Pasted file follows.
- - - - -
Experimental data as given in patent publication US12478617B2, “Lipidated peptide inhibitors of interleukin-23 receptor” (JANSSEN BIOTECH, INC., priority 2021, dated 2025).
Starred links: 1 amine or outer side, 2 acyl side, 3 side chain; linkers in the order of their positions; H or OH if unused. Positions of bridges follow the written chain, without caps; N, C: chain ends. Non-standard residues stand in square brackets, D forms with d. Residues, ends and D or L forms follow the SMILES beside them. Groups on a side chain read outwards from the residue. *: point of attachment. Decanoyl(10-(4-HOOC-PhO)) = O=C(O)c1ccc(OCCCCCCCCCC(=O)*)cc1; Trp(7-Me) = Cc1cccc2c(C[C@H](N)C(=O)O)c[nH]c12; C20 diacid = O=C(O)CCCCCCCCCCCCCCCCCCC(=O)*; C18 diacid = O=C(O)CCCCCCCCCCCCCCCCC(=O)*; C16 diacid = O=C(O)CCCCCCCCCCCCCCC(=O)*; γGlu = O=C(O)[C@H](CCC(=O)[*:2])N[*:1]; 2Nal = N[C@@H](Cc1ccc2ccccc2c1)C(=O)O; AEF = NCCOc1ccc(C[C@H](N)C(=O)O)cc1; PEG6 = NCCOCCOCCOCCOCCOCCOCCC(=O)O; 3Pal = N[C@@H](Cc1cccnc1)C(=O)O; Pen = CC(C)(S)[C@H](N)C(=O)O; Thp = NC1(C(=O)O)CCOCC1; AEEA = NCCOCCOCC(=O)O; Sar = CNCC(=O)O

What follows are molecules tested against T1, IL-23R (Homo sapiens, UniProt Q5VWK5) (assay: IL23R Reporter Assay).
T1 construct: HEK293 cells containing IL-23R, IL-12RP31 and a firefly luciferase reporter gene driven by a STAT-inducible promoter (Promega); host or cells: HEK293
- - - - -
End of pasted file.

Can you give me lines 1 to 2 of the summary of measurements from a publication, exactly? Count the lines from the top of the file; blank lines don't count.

Experimental data as given in patent publication US12478617B2, “Lipidated peptide inhibitors of interleukin-23 receptor” (JANSSEN BIOTECH, INC., priority 2021, dated 2025).
Starred links: 1 amine or outer side, 2 acyl side, 3 side chain; linkers in the order of their positions; H or OH if unused. Positions of bridges follow the written chain, without caps; N, C: chain ends. Non-standard residues stand in square brackets, D forms with d. Residues, ends and D or L forms follow the SMILES beside them. Groups on a side chain read outwards from the residue. *: point of attachment. Decanoyl(10-(4-HOOC-PhO)) = O=C(O)c1ccc(OCCCCCCCCCC(=O)*)cc1; Trp(7-Me) = Cc1cccc2c(C[C@H](N)C(=O)O)c[nH]c12; C20 diacid = O=C(O)CCCCCCCCCCCCCCCCCCC(=O)*; C18 diacid = O=C(O)CCCCCCCCCCCCCCCCC(=O)*; C16 diacid = O=C(O)CCCCCCCCCCCCCCC(=O)*; γGlu = O=C(O)[C@H](CCC(=O)[*:2])N[*:1]; 2Nal = N[C@@H](Cc1ccc2ccccc2c1)C(=O)O; AEF = NCCOc1ccc(C[C@H](N)C(=O)O)cc1; PEG6 = NCCOCCOCCOCCOCCOCCOCCC(=O)O; 3Pal = N[C@@H](Cc1cccnc1)C(=O)O; Pen = CC(C)(S)[C@H](N)C(=O)O; Thp = NC1(C(=O)O)CCOCC1; AEEA = NCCOCCOCC(=O)O; Sar = CNCC(=O)O